Fractal dukkha

I’ve been looking a little at the recursive fractal structures of the Dhamma. I came across a widget offered by Stanford that generates words that spell themselves. Here’s the word dukkha used to spell itself. It’s true on oh so many levels!


4 thoughts on “Fractal dukkha

  1. You should expound on this theme, it’d make a good article. If you say that dukkha has a fractal nature, you’re saying it has a certain structure.. how does this structure form itself? How does one deconstruct this structure? How is it [if at all] related to ignorance?

    • Well, it does bera a longer discussion, perhaps in the future. But in brief, yes, dukkha may be seen at the tiniest or the largest levels of structure in the Universe, just as impermanence, conditionality, and so on. This fractal pattern of Dhamma as reality is mirrored in the fractal pattern of the Dhamma as teaching.

      The relation to ignorance is an interesting question. It occurs to me that we often seek to escape suffering by shifting “levels”: for example, if we have an accident, we say, “Well, life is full of ups and downs”. Taking it out of the immediate situation, and putting it in the larger scope, we alleviate the immediate suffering. But this is ultimately ignorance, because the suffering of life as a whole is no less than that in any moment.

    • I think instead of ‘fractal’ with regard to the Dhamma you should be using ‘holonic,’ though I could be wrong as I am no philosopher. That is, instead of emphasizing self-similarity at different levels of analysis of the Dhamma as a teaching, we should be seeing that parts of the Dhamma are representative of it as a whole, much like individual shards of a shattered hologram have information representing the entire original image. So, if you ‘shattered’ the Sutta Pitaka, you can still ‘recover’ or ‘unpack’ the entire teaching from a few bits of it. I think this principle is why we get such a sense of conviction of authenticity when reading the early canon– by reading a few suttas, we create expectations of ‘real’ Dhamma teachings, which, when confirmed, we intuitively judge as authentic.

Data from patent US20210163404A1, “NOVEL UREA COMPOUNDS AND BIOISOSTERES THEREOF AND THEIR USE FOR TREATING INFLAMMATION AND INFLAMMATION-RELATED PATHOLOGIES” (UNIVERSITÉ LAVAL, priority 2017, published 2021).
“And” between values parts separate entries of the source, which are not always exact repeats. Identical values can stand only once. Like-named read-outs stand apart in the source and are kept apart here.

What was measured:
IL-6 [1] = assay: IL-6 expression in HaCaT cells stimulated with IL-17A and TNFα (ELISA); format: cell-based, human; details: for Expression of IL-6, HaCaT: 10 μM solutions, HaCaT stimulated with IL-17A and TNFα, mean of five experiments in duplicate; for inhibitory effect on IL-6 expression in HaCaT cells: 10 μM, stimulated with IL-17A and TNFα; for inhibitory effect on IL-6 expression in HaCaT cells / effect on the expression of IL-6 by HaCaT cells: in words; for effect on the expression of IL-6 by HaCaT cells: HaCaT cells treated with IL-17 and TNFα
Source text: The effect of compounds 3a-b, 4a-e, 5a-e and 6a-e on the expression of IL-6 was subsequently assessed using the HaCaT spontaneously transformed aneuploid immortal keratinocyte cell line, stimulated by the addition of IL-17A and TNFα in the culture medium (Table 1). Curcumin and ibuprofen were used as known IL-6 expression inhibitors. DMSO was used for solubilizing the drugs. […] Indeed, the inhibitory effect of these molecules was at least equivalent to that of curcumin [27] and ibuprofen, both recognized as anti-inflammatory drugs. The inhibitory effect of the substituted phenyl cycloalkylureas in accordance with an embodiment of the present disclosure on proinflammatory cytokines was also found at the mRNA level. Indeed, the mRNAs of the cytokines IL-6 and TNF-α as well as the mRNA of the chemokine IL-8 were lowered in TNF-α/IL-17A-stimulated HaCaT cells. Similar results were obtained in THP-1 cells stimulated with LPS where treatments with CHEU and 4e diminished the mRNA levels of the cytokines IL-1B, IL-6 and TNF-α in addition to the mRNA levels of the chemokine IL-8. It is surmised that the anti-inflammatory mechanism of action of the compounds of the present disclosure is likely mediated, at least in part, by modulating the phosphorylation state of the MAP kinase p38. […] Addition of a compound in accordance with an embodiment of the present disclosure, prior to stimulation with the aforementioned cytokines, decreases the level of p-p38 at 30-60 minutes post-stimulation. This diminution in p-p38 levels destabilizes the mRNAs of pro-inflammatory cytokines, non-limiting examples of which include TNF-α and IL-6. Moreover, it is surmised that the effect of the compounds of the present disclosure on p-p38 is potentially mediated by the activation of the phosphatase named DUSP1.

• Hi Mark,

      I’m not exactly sure of the difference between the two; although perhaps it is that smaller fragments of fractals keep just as much detail as larger scales, whereas with holons the shape remains the same but the detail or resolution diminishes. The Dhamma could be looked at both ways, I guess.

      Interesting point about expectations; I need to think about this some more.

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